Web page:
Is your Iris bed overgrown? Need saving? Read our blog post at WordPress for more tips and reassurance….

Watch Ben Schreiner’s short tutorial on how to dig and divide bearded iris:

Dividing Perennials in the Fall

General Dividing Tips for Perennials

Water really well, 1-2 days before dividing. Cut foliage back to 6” or half the plant to make it easier to cut.

Reasons Why We Divide Perennials

  1. Flower production is reduced
  2. Smaller flower heads
  3. Center of plant dies out
  4. Plant loses vigor
  5. Plant flops and now needs staking
  6. Plant has outgrown its bounds

3 Goals when Dividing Perennials

  1. Rejuvenating the plant so it can continue to perform the way it was intended
  2. Control the size of the plant
  3. Increase the number of plants

Plants to divide in late summer to fall:

  • Beebalm
  • Campanula
  • Cranesbill (Geranium – perennial)
  • Black Eyed Susan
  • Garden Phlox
  • Hosta
  • Daylilies
  • Iris
  • Peony
  • Poppy
  • Yarrow
  • Coreopsis
  • Coneflower
  • Yucca

Dividing Daylilies

Fall is a good time to thin and transplant crowded clumps. Separate and cut foliage back by 50%. Replant.

Be sure to water your plants extra in the days before you divide, they will need the strength to be transplanted successfully.

Dividing Hosta

After flowers have faded, dig up your hosta and wash away the soil from the roots. You’ll see lavender eyes that will become next year’s plant. Take a sharp knife and cut to one side of those eyes. Replant.

Planting & Transplanting Iris

The Greek goddess Iris walked a rainbow pathway through the sky and the flower named for her has a rainbow of flower color. This radiant flower was regarded as the symbol of light and is emblematic of promise, light and hope, pride and bravery.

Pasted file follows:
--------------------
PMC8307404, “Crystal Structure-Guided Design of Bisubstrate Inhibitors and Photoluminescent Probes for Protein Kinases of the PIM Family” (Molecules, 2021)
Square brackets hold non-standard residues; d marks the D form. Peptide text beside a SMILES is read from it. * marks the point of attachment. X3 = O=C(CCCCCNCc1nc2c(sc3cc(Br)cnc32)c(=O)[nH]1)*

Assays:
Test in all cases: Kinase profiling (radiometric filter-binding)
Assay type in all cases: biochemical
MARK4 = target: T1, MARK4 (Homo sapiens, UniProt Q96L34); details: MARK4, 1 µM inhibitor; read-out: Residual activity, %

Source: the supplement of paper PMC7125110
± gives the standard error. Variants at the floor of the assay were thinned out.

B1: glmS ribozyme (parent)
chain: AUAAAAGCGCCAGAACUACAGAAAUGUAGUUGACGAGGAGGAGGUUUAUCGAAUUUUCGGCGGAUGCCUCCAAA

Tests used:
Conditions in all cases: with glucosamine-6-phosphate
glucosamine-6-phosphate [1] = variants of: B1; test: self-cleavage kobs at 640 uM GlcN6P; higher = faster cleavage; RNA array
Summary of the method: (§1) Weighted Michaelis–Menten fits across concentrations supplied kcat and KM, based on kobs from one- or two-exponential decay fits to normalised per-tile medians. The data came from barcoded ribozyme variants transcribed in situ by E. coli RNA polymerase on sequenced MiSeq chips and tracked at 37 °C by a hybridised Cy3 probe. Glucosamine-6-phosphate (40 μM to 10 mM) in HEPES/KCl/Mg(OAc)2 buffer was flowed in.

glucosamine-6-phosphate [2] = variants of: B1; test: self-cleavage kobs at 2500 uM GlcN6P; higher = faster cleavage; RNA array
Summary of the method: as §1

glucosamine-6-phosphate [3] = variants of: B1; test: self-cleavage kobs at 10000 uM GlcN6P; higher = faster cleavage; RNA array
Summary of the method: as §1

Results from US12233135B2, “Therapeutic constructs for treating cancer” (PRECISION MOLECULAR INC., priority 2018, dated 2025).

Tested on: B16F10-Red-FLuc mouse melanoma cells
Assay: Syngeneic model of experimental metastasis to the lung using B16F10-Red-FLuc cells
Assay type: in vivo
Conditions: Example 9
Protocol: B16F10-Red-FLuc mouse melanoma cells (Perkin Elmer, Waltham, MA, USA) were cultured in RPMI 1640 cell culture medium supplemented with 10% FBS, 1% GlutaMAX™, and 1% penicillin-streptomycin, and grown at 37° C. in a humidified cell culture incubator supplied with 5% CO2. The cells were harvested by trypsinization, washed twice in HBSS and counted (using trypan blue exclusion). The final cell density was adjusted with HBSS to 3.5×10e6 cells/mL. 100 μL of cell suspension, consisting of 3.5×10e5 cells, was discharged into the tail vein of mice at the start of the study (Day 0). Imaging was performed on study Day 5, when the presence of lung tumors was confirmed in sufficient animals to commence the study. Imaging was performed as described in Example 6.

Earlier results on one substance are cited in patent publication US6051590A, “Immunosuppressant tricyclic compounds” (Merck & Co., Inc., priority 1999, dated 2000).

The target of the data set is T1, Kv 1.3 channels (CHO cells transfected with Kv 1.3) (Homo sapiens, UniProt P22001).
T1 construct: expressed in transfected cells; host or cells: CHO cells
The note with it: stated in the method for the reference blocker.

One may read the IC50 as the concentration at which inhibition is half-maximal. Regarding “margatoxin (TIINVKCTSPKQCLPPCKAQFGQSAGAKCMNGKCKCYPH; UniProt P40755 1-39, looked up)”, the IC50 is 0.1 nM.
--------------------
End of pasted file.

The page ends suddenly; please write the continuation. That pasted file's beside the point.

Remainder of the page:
The best time to plant and transplant Rhizomatous Iris is late July through September. Rhizomes are horizontally growing underground stems that are used as food storage for the plants. Rhizomatous Irises include the common bearded Iris as well as the beardless Siberian and Japanese Iris.

Iris love the heat and the drier wether of summer, and summer dividing will reduce the incidence of bacterial soft rot. Most Iris need to be divided every three to five years. If your plants are not producing many flowers, it’s time to DIVIDE and CONQUER!

Steps for dividing iris:

  • Cut back the foliage to about one-third its height.
  • Lift the entire clump with a spade.
  • Use a sharp knife to separate the rhizomes. Dip the knife in a ten percent bleach water mixture after each cut.
  • While dividing, make sure to inspect the rhizomes for soft rot and iris borer. Iris borer is the worst insect problem that can affect Iris. An Iris borer adult is a brownish moth and she lays her eggs in fall on iris leaves, which over winter there and hatch into caterpillars during April and May. The caterpillars first bore into the Iris leaves and by the end of July, the caterpillars move into the rhizome to eat and mature. In early August, the caterpillars move from the soil to pupate into a moth.
  • When dividing, the Iris borer will be a mature pink caterpillar inside the rhizome and it will be mushy to the touch. Bacterial soft rot often accompanies iris borer damage. If there is evidence of Iris borer, spray with Cygon the following spring.
  • To avoid any decay on the new breaks or cuts, dust the rhizomes with a powdered fungicide such as sulfur or Bulb Dust.
  • The new transplants should have a firm rhizome with roots and a fan of leaves.
  • Remove and discard the old rhizomes and replant the younger smaller rhizomes that grow off the older stems.
  • Replant in a sunny, well-drained garden spot. Dig the hole about 5 inches deep and build a small mound in the middle to place the rhizome.
  • Place the rhizome on the mound allowing the roots to fall down either side and cover the roots so that the rhizome is ever so slightly exposed. Do not plant rhizomes too deep or it may rot or not flower.
  • As a rule of thumb, Iris are planted 18-24” apart in groups of three to seven sections of one variety.
  • Typically the rhizomes are planted so the leaf fans face in one direction.
  • Fall sanitation is very important in the control of Iris borer. After the first hard frost, remove and destroy the old iris foliage and plant debris to remove any eggs.
  • Keep well watered, but not too wet.
  • Cover after the ground has frozen if you are dividing.